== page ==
This introduction to the draft Local List explains the background against which the draft was produced. It is a slightly adapted version of an article which first appeared in the Nottingham Civic Society’s Newsletter No. 150 (January 2013.)
Listing of national assets
People generally are aware that buildings judged to be important are officially “listed” and that such listing (in 3 Grades) provides a degree of protection within the planning laws against demolition, alteration etc.
The Register of Listed Buildings kept by English Heritage shows more than 800 entries for the City of Nottingham, though this figure must be treated with caution as a single entry might cover more than an individual building (e.g. a terrace, a cemetery) or something less (e.g. a boundary wall, a railing, a tomb in a churchyard.)
Hence the inevitable piece of jargon “heritage asset”, which though intended to cover all categories, nonetheless seems to be used interchangeably with “building” in official documents.
Heritage assets of national importance are graded I, II* or II and itemised in the list, together with details of site, date of listing etc, and a paragraph (sometimes using quite “technical” language) justifying the listing. Mostly there is no photograph, though this desirable feature is an aspiration and there is a separate website showing many.
The City of Nottingham incidentally has 9 entries awarded Grade I, 38 Grade II* and 755 Grade II. The percentages in each grade are not far from those in England overall.
Listing of Local Assets
What of those heritage assets which are not judged to be of national importance but which are important to the local community? A booklet published in May 2012 aims to answer that question. Entitled A Good Practice Guide to Listing Local Heritage Assets, it sets out to encourage local people to identify such assets and to encourage Local Planning Authorities and communities to work together to create Local Heritage Lists
The Guide suggests that initial consultation should take place to establish selection criteria, but it is clear that selection would depend on positive answers to questions such as the following:
Does the heritage asset have links with local or national history, or a figure of historical importance? Does it have aesthetic value? Is it valuable as a landmark? as part of a group? Is it part of “the local scene“, thereby contributing to Nottingham’s identity?
The question of age or date will also arise: Is it old enough? Nearly 97% of England’s listed buildings are of the sixteenth, seventeenth, eighteenth and nineteenth centuries; only 3% are of the twentieth. Nottingham’s older buildings are all on the English Heritage list, as are many of the nineteenth century and a select few of the twentieth century. The compilation of a Local List offers opportunities to “notice” more of the Victorian and Edwardian buildings which contribute so much to the character of Nottingham, and to recognise the value of some of the buildings of the Twenties, Thirties and later decades.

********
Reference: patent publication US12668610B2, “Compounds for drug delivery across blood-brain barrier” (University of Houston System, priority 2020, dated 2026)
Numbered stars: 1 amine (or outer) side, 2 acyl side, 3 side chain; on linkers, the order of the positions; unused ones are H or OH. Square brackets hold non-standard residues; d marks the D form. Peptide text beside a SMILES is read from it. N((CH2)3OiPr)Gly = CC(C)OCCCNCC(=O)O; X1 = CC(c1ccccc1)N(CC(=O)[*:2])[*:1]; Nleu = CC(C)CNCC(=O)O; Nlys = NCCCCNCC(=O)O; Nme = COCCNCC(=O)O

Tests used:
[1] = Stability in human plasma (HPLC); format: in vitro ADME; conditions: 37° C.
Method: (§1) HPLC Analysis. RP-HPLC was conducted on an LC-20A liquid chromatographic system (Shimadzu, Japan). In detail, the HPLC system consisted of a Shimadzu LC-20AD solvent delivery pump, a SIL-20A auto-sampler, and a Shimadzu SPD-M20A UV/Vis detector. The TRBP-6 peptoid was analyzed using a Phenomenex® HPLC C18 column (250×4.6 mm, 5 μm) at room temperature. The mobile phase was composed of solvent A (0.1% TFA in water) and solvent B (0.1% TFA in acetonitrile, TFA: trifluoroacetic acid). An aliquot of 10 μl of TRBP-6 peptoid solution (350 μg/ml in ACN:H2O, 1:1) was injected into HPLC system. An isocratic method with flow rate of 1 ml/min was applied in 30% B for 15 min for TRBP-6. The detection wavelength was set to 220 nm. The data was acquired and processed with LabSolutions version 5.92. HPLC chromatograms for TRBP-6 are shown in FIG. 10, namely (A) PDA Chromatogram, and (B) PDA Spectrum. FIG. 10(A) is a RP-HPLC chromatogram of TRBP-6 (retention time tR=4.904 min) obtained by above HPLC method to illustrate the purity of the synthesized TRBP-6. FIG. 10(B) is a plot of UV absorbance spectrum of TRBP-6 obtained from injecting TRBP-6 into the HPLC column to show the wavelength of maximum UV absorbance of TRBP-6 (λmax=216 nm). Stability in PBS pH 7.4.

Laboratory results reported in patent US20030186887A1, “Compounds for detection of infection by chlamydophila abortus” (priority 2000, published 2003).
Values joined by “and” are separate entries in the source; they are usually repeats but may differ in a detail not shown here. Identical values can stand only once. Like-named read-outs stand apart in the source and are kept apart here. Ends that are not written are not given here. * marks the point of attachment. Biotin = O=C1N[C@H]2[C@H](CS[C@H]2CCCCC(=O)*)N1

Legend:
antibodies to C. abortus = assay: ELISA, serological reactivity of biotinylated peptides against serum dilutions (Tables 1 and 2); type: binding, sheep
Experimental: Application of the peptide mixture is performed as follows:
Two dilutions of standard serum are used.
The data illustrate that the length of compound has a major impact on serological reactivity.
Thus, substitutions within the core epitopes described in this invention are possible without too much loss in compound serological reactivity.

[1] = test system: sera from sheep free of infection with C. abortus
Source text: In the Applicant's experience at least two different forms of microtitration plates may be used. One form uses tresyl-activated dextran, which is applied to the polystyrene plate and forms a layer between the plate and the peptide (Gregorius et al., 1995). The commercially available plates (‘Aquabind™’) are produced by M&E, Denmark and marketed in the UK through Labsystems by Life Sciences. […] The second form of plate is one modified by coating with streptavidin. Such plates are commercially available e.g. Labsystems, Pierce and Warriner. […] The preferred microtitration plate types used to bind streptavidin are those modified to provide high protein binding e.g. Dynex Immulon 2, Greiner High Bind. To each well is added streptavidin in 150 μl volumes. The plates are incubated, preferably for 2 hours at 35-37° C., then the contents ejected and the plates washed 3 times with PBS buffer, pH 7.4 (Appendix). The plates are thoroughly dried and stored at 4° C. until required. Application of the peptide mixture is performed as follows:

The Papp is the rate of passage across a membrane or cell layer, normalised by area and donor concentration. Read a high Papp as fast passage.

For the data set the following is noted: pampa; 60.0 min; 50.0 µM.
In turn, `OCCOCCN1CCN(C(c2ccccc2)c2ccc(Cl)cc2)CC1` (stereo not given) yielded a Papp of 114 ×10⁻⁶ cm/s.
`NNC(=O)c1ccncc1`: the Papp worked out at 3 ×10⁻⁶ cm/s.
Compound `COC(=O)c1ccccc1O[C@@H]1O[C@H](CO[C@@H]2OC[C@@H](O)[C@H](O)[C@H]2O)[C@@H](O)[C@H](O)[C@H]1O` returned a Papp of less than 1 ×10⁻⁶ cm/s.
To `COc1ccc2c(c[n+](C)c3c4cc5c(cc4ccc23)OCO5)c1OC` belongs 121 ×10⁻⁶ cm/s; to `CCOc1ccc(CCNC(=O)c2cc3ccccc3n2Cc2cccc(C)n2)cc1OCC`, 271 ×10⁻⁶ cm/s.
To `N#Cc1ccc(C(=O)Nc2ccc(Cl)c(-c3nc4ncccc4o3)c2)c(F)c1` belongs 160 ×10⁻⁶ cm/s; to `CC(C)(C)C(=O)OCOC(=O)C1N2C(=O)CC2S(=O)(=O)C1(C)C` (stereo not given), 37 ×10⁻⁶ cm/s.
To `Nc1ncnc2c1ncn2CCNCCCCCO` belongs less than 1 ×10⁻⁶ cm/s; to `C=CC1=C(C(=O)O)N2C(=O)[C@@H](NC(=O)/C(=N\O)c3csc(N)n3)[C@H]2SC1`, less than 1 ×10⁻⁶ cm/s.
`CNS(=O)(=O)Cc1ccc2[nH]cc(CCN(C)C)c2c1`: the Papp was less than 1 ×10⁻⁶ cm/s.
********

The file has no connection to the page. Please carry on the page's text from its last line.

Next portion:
What about buildings already in a Conservation Area? The Guide says that Heritage Assets can be added to a Local List regardless of whether they are sited in Conservation Areas. If an unlisted building has already been identified as making a positive contribution to the character of a Conservation Area, it is clearly a suitable candidate for the Local List.
The Benefits of listing Local Heritage Assets
Inclusion in the Local List would not bring the same degree of protection offered to buildings on the English Heritage list, but the National Planning Policy Framework does advise Local Planning Authorities to set out a possible strategy for the conservation and enjoyment of the historic environment in the Local Plan. If a Local Heritage Asset is affected by a planning application, the Local Planning Authority (the City Council) must “make a balanced judgment, having regard to the scale of any harm or loss and the significance of the Local Heritage Asset”.
Getting started on a Local List
As already mentioned, the Guide calls for a process of public participation whereby eligible assets are identified and a draft list compiled and presented to the Local Planning Authority for acceptance and incorporation into the Local Plan.
Nottingham Civic Society, as one voice within the local community, has taken the lead in formulating a response to the ideas of the Guide and has produced a draft list for consultation.
Its core is a list drawn up about 20 years ago by officers in the City Council’s Planning Department, no doubt for internal information and guidance. The version obtained by the Civic Society was a list of addresses needing much amendment. Obvious typos have been corrected and the order of the entries has been tidied up. Some entries have been deleted where buildings are known to have been demolished (e.g. the old Evening Post building) or “promoted” to the statutory list (e.g. the Newton Building.) There are no doubt further such corrections to be made, perhaps some very obvious ones!
The draft list also contains new nominations, the result of work carried out over recent months, the aim of which has been to identify buildings or other assets deserving of inclusion in an updated, more comprehensive list. We are sure that there are many other assets that could or should be added.
We would like to know what people think of our draft list. Have you any amendments to suggest, any information to add or any comments to make? If so, please use the form below.
To check on Nottingham’s listed buildings, go to www.english-heritage.org.uk
Click on Caring for Heritage , then I want to search the Heritage List. Choose Advanced Search, then Location. Go for option Unitary Authority and click on City of Nottingham.